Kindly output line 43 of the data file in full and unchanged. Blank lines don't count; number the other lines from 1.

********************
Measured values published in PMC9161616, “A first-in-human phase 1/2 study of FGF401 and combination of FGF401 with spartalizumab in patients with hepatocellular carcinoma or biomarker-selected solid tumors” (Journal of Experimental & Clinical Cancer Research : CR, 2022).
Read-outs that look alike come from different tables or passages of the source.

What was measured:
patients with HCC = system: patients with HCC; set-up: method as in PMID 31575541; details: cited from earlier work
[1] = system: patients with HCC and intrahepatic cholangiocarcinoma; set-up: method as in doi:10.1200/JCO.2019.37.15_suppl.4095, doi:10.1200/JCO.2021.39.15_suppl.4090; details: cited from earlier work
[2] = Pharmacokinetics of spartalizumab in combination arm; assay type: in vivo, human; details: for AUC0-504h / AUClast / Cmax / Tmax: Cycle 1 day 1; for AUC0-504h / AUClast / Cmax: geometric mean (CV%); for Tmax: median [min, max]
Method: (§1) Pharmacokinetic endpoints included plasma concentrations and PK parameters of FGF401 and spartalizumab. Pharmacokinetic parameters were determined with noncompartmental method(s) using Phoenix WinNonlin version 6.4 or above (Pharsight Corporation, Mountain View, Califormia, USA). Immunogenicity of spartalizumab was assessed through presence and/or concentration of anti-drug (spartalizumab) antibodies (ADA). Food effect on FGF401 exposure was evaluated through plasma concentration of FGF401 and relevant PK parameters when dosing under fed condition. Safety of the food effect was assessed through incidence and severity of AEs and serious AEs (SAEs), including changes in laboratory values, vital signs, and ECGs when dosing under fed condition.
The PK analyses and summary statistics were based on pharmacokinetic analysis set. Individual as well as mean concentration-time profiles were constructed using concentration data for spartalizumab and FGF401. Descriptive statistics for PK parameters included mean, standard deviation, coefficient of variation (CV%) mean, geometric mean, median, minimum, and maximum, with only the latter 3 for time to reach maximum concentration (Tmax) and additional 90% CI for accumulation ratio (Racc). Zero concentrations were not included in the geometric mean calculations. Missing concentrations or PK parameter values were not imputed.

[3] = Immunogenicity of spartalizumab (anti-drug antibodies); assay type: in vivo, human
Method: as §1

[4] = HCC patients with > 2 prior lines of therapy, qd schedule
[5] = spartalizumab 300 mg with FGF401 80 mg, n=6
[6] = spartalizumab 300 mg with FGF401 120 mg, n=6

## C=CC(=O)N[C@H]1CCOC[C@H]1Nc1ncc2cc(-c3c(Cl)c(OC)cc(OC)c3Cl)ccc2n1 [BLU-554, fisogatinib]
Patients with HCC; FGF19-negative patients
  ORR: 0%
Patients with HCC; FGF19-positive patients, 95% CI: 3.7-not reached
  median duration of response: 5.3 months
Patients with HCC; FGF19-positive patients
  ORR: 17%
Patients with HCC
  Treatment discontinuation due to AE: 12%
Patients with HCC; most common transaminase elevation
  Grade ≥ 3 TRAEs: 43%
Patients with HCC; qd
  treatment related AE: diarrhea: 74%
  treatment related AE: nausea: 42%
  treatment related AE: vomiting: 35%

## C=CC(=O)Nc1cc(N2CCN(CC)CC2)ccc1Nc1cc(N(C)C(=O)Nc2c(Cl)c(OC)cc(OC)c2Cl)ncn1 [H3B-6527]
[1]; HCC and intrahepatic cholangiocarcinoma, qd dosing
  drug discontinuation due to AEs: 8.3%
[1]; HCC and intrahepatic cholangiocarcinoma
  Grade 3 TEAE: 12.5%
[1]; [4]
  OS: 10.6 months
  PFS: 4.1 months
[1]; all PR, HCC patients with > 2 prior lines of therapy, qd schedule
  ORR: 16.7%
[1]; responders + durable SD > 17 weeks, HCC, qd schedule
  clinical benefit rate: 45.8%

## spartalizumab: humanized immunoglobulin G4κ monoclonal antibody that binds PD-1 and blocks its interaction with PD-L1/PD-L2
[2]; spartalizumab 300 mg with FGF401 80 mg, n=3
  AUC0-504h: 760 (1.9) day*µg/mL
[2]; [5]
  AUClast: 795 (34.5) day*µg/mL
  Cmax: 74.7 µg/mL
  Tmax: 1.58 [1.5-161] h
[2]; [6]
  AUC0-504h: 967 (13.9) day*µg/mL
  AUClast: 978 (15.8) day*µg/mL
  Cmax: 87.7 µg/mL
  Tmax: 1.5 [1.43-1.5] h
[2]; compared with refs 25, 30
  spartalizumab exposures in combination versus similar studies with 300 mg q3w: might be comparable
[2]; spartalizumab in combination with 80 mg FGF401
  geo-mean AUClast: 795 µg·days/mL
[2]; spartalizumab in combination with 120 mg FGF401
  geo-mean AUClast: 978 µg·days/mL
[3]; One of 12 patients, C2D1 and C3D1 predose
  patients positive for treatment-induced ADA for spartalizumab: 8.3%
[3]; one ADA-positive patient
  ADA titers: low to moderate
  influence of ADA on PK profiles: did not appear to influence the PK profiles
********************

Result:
  AUC0-504h: 760 (1.9) day*µg/mL